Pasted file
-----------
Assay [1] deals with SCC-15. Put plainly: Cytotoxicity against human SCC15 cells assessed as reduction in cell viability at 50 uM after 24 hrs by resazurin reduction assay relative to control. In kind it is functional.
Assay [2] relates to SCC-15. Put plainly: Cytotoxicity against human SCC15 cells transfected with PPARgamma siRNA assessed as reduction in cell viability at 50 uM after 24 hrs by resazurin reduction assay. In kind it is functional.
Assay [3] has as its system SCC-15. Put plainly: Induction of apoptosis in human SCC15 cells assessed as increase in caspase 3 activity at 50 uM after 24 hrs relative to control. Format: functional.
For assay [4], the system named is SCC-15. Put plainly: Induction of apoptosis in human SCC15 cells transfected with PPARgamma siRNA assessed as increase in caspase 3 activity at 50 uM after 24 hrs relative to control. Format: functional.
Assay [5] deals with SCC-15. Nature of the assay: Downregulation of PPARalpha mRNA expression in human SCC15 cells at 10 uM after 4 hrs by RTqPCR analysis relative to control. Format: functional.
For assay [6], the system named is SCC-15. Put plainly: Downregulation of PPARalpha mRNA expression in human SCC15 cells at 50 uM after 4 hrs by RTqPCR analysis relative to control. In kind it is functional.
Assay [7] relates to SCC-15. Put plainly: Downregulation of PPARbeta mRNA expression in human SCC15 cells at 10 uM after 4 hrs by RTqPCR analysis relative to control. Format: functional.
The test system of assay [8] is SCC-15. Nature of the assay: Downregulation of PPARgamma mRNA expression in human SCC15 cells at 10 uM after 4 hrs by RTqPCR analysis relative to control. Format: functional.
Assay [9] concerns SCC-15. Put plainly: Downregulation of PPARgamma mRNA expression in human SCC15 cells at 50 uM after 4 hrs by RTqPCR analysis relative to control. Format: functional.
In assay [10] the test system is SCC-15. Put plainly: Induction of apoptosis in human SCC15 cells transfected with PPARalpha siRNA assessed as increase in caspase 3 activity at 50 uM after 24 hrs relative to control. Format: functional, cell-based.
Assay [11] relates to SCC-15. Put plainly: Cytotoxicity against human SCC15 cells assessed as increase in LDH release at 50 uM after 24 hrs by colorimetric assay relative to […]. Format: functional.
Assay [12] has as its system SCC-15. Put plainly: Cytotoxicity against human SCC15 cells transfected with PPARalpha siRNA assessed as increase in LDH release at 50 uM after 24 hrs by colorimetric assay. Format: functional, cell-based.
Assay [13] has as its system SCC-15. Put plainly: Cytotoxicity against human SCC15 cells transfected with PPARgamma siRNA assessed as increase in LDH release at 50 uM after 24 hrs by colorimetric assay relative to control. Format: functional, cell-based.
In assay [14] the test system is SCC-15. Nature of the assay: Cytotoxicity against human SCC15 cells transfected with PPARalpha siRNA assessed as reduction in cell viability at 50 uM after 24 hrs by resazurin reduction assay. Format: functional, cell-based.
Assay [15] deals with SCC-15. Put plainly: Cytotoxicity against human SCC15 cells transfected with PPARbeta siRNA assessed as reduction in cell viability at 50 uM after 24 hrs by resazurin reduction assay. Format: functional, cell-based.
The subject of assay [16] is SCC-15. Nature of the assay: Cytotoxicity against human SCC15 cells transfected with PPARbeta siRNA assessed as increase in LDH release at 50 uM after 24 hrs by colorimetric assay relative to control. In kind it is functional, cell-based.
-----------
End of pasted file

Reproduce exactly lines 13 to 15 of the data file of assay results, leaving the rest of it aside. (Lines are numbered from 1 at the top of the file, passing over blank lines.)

Assay [13] has as its system SCC-15. Put plainly: Cytotoxicity against human SCC15 cells transfected with PPARgamma siRNA assessed as increase in LDH release at 50 uM after 24 hrs by colorimetric assay relative to control. Format: functional, cell-based.
In assay [14] the test system is SCC-15. Nature of the assay: Cytotoxicity against human SCC15 cells transfected with PPARalpha siRNA assessed as reduction in cell viability at 50 uM after 24 hrs by resazurin reduction assay. Format: functional, cell-based.
Assay [15] deals with SCC-15. Put plainly: Cytotoxicity against human SCC15 cells transfected with PPARbeta siRNA assessed as reduction in cell viability at 50 uM after 24 hrs by resazurin reduction assay. Format: functional, cell-based.